I loved this book even before reading it! The illustrations are perfect for the story, and I loved the scent of the novel as I paged through it. It reminded me of the days I used to use the roneo machine to make copies of worksheets for my class.

Right from the first page, I fell in love with the story. We are introduced to an unusual character in the novel: Inkling, a blot of ink that come’s from the sketchbook of Ethan’s dad. With the advent of Inkling, a young boy (Ethan) comes to certain realisations about himself; and a dad comes to realise that he has been neglecting his family and where he should go with his art.

The story kept me engrossed and I finished it in two sittings. There was not a moment when I was bored with the story; or a time when I thought I would put the book aside. Instead as I kept flipping the pages over, I thought of how much my students would love this novel. The one character, Inkling, is unusual and yet Ethan is a normal boy living at home, going to school, and doing things young boys do. It is the type of life readers would recognise and connect with. Readers would also recognise the friendships and rivalries described in the story.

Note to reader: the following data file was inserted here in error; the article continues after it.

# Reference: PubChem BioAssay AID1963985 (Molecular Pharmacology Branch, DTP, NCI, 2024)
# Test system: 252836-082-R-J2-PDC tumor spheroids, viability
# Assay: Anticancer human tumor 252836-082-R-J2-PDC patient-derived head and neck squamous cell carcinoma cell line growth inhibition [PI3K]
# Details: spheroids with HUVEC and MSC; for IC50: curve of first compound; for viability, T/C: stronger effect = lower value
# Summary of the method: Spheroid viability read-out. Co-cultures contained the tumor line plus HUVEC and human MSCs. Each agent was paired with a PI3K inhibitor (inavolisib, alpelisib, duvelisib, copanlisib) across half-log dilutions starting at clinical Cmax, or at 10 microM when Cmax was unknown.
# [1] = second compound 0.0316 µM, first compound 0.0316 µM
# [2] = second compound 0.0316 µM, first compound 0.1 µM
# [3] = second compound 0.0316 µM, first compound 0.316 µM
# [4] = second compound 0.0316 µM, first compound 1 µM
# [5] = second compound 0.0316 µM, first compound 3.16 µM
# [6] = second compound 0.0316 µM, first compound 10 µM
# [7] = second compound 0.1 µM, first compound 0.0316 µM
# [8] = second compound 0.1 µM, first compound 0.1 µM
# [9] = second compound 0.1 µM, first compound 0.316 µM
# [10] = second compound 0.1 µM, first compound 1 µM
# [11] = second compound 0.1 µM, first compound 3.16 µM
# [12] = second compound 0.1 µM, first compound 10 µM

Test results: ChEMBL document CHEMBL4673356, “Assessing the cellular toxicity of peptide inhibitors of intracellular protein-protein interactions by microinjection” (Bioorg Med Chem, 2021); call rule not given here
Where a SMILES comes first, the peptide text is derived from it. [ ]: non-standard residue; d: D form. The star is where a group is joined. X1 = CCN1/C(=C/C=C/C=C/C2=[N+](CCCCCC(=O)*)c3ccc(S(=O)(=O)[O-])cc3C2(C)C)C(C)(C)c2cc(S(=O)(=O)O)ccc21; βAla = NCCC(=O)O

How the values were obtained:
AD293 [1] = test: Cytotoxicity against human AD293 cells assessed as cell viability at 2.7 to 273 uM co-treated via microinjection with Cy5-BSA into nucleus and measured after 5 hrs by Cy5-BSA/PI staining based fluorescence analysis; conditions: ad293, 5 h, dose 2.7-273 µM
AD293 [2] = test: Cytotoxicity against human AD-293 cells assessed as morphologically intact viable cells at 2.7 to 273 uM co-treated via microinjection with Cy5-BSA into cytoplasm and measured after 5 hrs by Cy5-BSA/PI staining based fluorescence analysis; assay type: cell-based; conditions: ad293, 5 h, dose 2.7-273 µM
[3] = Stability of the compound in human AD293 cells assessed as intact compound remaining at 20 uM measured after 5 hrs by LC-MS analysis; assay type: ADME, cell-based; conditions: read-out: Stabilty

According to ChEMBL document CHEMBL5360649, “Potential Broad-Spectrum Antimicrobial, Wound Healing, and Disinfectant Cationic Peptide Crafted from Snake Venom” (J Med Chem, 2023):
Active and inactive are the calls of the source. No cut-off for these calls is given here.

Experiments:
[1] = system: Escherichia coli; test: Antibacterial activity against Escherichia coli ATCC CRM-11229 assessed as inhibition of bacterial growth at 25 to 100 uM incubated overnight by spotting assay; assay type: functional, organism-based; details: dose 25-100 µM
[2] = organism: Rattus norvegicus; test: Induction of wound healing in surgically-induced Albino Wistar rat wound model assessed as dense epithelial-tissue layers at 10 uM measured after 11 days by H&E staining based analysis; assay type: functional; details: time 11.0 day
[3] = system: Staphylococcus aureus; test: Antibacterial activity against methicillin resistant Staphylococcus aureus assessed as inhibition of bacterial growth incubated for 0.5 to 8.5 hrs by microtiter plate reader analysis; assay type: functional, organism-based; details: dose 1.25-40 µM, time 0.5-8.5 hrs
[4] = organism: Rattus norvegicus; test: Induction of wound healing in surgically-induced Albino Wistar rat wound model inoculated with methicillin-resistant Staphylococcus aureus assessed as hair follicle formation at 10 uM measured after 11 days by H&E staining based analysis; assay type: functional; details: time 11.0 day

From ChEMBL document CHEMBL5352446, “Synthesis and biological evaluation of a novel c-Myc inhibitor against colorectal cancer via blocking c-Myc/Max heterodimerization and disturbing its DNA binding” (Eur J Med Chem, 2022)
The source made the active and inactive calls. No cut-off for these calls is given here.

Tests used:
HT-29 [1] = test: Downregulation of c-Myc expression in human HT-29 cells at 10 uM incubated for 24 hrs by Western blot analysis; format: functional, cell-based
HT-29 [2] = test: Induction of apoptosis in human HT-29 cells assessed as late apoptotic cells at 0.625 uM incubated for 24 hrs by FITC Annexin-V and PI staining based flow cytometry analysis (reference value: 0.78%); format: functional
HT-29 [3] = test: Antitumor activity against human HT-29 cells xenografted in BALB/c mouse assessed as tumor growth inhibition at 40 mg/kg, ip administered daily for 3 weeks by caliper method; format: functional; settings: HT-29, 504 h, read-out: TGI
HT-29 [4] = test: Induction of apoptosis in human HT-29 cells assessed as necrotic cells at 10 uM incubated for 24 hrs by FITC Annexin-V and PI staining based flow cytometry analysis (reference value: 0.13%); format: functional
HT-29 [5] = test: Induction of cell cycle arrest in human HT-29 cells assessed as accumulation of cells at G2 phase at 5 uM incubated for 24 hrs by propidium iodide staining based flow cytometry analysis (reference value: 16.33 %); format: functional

Kenneth Oppel has once again written a story that will capture the hearts and imagination of his audience. This novel is creative, has a sense of adventure, and touches on issues important to young readers. This children’s book will, I believe, keep the young child turning the page to find out what Inkling will get up to next. I highly recommend this book for the 7 – 12 year old in your life. Even a reluctant reader’s imagination will be captured by Kenneth Oppel’s Inkling.

I give this novel ⭐⭐⭐⭐⭐ 5 stars

© Colline Kook-Chun, 2019

(This novel was the 10th in my book pledge for 2019)